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Magazine editor forced by censorship board to resign following publication of poem about Depayin

(Mizzima/SEAPA/IFEX) - An editor of a monthly magazine in Burma has been forced to resign for publishing a poem about the historic town of Depayin in its June 2008 issue, Mizzima.com, a SEAPA partner, reports.

Burma's Censorship Board, which operates under the Ministry of Information, summoned and questioned the editor, Htay Aung, on 24 June. He was later ordered to resign from his magazine, "Cherry".

The poem, written by poet Kyi Maung Than, touches on historical events connected to Depayin, once home to Burmese heroes such as King Ahlaung Sithu and the warrior Mahabandula. Perhaps more controversial in the eyes of Burmese officials, the poem laments that the town is a place that has also given birth to thugs.

The poem does not directly refer to any specific incident; however, Depayin is notorious as the place where Burmese opposition leader Daw Aung San Suu Kyi was ambushed five years ago. In May 2003, thugs said to be backed by Burma's ruling military attacked the Nobel Peace Prize winner's motorcade while she was on a political tour. The attack killed at least 60 of Aung San Suu Kyi's supporters and injured several others. Suu Kyi herself was unharmed, but she was from there placed under house arrest.

Mizzima.com says former military intelligence officer Maj Aung Lin Htut, who defected from the army, in a recent interview with Voice of America (VOA) Burmese Service, said that the "Depayin massacre" was an orchestrated attack ordered by junta chief Senior General Than Shwe.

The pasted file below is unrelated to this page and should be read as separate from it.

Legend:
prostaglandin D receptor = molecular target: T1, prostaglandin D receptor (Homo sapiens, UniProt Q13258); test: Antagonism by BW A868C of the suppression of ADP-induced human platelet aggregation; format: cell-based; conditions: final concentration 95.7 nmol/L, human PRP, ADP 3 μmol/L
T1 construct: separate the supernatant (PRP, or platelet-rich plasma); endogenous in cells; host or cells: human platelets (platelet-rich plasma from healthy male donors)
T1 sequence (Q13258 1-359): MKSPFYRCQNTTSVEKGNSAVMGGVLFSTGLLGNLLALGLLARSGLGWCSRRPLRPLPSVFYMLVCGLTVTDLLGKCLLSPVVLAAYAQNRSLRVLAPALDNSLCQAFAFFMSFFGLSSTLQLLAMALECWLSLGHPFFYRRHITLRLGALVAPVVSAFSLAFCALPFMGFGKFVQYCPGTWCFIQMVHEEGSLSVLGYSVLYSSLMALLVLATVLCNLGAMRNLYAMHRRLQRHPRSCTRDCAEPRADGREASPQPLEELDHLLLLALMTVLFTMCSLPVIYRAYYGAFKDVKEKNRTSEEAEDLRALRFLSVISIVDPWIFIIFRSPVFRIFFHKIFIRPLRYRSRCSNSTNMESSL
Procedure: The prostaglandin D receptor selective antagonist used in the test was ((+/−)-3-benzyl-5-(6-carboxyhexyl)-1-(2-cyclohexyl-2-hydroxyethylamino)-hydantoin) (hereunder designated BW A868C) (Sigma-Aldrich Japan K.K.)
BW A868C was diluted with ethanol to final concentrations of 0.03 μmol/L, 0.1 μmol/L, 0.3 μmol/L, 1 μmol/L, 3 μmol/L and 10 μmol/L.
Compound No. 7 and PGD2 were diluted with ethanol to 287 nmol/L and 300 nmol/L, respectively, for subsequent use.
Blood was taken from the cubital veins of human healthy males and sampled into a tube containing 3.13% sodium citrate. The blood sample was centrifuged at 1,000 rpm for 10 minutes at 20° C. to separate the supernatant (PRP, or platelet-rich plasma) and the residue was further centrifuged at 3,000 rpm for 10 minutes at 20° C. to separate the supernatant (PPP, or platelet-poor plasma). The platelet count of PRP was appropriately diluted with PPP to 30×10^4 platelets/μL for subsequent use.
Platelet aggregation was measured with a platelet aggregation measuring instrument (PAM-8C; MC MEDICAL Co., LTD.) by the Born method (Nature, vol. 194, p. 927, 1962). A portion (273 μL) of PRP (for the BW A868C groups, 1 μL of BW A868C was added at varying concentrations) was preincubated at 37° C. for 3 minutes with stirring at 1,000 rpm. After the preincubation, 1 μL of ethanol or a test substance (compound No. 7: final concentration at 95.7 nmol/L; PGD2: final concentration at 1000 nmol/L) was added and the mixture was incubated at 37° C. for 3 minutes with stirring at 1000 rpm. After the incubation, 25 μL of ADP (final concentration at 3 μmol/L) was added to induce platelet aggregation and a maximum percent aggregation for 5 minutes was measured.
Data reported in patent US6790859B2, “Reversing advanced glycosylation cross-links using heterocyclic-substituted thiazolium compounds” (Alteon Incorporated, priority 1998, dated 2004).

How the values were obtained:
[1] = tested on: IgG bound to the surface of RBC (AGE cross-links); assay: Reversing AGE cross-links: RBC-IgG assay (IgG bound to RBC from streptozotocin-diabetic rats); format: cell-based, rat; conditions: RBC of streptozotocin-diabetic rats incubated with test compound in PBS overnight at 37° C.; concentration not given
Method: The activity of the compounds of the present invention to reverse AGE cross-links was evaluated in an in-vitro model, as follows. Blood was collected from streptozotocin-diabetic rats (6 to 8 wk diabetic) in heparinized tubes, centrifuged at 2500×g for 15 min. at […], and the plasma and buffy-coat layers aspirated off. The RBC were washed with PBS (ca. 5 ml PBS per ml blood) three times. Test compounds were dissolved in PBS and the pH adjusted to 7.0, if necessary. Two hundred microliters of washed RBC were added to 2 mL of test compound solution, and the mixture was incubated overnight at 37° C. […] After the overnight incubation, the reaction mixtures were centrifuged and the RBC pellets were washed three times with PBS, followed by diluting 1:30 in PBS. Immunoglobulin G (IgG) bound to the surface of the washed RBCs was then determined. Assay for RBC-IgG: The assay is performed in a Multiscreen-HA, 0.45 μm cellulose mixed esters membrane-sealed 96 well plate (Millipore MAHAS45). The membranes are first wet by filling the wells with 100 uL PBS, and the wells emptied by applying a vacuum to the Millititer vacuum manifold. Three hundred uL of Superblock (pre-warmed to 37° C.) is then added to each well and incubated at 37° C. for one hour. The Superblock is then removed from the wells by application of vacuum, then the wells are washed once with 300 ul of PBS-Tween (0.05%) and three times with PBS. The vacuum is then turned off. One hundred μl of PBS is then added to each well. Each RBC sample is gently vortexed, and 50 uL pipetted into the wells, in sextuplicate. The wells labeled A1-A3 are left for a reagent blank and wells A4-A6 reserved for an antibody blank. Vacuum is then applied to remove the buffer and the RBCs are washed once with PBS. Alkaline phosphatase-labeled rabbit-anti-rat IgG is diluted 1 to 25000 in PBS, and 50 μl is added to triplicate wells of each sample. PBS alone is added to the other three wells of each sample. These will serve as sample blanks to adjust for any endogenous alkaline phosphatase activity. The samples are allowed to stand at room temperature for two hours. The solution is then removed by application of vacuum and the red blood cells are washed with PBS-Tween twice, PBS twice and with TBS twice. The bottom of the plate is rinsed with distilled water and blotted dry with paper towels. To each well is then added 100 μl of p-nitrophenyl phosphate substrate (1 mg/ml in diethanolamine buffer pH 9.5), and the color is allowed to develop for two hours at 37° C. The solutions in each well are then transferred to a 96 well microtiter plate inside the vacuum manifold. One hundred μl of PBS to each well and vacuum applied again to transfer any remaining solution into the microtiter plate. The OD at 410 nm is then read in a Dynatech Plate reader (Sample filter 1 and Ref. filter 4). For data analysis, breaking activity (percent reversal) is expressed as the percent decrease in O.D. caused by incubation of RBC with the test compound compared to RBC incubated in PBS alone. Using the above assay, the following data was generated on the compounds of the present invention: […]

Journalists and the literary community in Rangoon are decrying the Htay Aung's forced resignation.

"An editor should not be sacked from his job for just publishing a poem. But this kind of treatment will continue as long as the Censor Board exists and all the magazines and journals have to get permission for all their publications," a veteran Burmese writer said on condition of anonymity.

Htay Aung's replacement on the editorial team of "Cherry" magazine will also have to be approved by the Censor Board.

"Cherry" was first published in 1986. Htay Aung, a veteran editor who previously worked as the Executive Editor of "Beauty Max" magazine and as the Editor of Seik Ku Cho Cho publishing house, had been working with the magazine for just over a year.

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